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Pressure problem

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  • Pressure problem

    I have the pressure at 10psi, and the beer flies out so fast, and it's nothing but foam. Whatever beer is left at the bottom of a glass of foam is flat. I thought the regulator was toasted, so I bought another. SAME THING. I've read till I'm blue in the face. I have this thing hooked up correctly and in the right order. The only way to get a pour is to back the preasure down to virtually nothing and then I have flat beer. Did I end up with two defective regulators?? At ten pounds, it's like a jet engine when I open the faucet. What's the answer? Should I have a longer line from the keg to the faucet? It's only about 2.5 feet now... but why would that make a rat's butt worth of difference? Thanks for any help...

  • #2
    You did not mention the inside diameter of your current line. 2.5 ft is not enough to slow the flow of the beer. You need to start with 8 to 10 ft of 3/16 id beer line. You can trim back the line about 6 in at a time to get the flow that works for you.

    Also, what is the liquid temp of your beer? Use a calibrated thermometer to take the temp of a second pour.

    My conversion ===------->> KILLER KEGERATOR
    "Without question, the greatest invention in the history of mankind is beer. Oh, I grant you that the wheel was also a fine invention, but the wheel does not go nearly as well with pizza."
    -Dave Barry-
    "We old folks have to find our cushions and pillows in our tankards.
    Strong beer is the milk of the old."
    -Martin Luther-


    • #3
      pressure problem

      Thanks for the advice. I hope it's that easy! I'll give it a go and let you know if that fixed it. Not sure I understand the physics though.... what difference does it make how long the hose is? Why would there be any pressure drop in a hose that doesn't have any holes in it? And what's the dealio with the temperature? It's a refridgerator the beer keg is in, one of those cylinders, I think 5.5 gallons? Oh, and then if the longer hose works, why would I want to scale it back? Less to clean? Thanks for the help!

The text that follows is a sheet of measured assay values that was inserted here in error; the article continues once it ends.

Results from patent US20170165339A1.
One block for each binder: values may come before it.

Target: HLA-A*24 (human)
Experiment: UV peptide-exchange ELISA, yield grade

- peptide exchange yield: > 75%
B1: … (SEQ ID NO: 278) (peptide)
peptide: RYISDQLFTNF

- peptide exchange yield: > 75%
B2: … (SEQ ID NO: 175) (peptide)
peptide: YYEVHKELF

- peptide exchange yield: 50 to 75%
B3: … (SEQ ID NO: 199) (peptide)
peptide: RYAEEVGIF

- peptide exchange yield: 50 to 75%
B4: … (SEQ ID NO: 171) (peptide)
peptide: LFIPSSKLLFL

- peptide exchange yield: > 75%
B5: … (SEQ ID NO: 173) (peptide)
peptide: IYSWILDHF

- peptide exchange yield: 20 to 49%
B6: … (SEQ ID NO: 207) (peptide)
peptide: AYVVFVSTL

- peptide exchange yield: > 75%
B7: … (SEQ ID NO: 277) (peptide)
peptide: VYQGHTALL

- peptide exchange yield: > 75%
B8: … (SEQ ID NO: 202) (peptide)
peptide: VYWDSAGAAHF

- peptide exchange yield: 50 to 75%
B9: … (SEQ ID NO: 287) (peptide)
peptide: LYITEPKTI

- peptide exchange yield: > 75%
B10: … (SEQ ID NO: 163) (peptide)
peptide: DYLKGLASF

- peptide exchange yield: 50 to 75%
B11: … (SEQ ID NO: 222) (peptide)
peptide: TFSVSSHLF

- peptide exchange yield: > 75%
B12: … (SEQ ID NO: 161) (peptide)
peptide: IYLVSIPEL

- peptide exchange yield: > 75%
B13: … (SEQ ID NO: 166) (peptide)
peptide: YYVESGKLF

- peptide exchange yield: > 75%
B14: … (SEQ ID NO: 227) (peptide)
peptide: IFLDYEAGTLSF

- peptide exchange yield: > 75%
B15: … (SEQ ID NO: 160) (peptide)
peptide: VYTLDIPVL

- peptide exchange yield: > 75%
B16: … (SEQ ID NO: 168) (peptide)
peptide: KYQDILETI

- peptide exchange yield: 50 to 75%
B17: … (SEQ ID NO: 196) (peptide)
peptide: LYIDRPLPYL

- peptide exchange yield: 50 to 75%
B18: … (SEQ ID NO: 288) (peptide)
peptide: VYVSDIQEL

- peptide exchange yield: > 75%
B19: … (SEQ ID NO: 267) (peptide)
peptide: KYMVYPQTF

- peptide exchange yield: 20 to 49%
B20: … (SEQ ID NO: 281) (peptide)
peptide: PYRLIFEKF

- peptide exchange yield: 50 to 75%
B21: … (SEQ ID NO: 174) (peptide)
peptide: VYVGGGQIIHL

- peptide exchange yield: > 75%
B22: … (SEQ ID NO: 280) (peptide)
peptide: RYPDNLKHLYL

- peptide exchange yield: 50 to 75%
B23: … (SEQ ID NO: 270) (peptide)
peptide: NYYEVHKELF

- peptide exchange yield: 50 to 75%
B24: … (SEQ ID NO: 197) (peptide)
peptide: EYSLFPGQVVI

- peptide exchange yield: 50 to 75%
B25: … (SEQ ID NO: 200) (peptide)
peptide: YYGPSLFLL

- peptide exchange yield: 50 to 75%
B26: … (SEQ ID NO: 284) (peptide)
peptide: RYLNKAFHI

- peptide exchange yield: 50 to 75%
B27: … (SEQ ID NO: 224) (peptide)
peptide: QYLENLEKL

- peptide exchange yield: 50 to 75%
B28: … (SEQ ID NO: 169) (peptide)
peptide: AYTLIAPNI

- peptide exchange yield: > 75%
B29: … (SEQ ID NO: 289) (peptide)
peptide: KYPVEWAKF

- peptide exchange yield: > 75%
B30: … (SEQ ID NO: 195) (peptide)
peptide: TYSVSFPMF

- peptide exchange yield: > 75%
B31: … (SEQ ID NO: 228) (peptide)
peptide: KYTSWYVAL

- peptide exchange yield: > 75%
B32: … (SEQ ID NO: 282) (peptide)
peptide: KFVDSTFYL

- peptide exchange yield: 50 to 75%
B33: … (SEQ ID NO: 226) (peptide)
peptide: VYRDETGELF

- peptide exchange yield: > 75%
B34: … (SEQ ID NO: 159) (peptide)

• #4
        pressure problem

        Oh, and I checked my hose, and the internal diameter is 3/8ths. Twice what you say I should use. Could that be the problem?


        • #5
          yeah man im having the same problem but i also think that my tap was messed up so i bummed on from work and i just tried it... id say its about 2% better than it was but now what im going to do is upgrade my hose length im not going to mess around im going to go from my 5 footer to somewhere around 12 and cut it back till i have something that i like. and yes the diameter being 2x as big will really affect whats going on... it has to do with resistance and balancing ive had people explain it to me 100000 times and i still dont really understand why it works that way but that's your problem imo. GL man and ill let you know if it solves my problem as well!


          • #6
            The beer line is not just for transporting the beer from the keg to the faucet. It also controls the pour rate. You MUST get your hands on at least 5-6 feet (10 would be great) standard 3/16" BEER line. It can't be just any piece of 3/16 tubing, it won't work. At 10 feet, the pour might be a little too slow but you can adjust that by simply trimming off 6" at a time until it starts to pour at a comfortable pace - just don't go below 5 feet. I bet you'll settle somewhere around 7-8 feet.

            Once you have that taken care of, you then need to concentrate on getting the beer to come out of the faucet at very close to 38 degrees. Pouring good tasting, properly carbonated draft beer is a little more complicated than just putting a keg in any ol' fridge, adding some CO2 pressure and pulling the tap handle. Each beer has a certain amount of carbonation from the brewery and you must maintain that level of carbonation for it to taste right and pour correctly. The CO2 pressure you apply is determined by the volume of CO2 in the beer from the bewery and the EXACT temp of the beer. You can't guess at this.

            What kind/brand of beer did you tap?
            Where are you located (elevation has an effect too!)
            What is the temp of the BEER? (Pour one in a glass, chug it then pour another. Take the temp of the second beer.)

            If you take care of the beer line problem and get us some answers to these other questions, I'm sure we can help you start pouring perfect beer!


            • #7
              Can you tell me the correct pressuer for a 1/4 keg of bud light


              • #8
                I think 13-14 PSI @ 38 degrees is right for Bud Light
                On Tap - BEER


                • #9
                  Yep, that looks right to me for Bud Light: 13-14 psi at 38 deg @ sea level.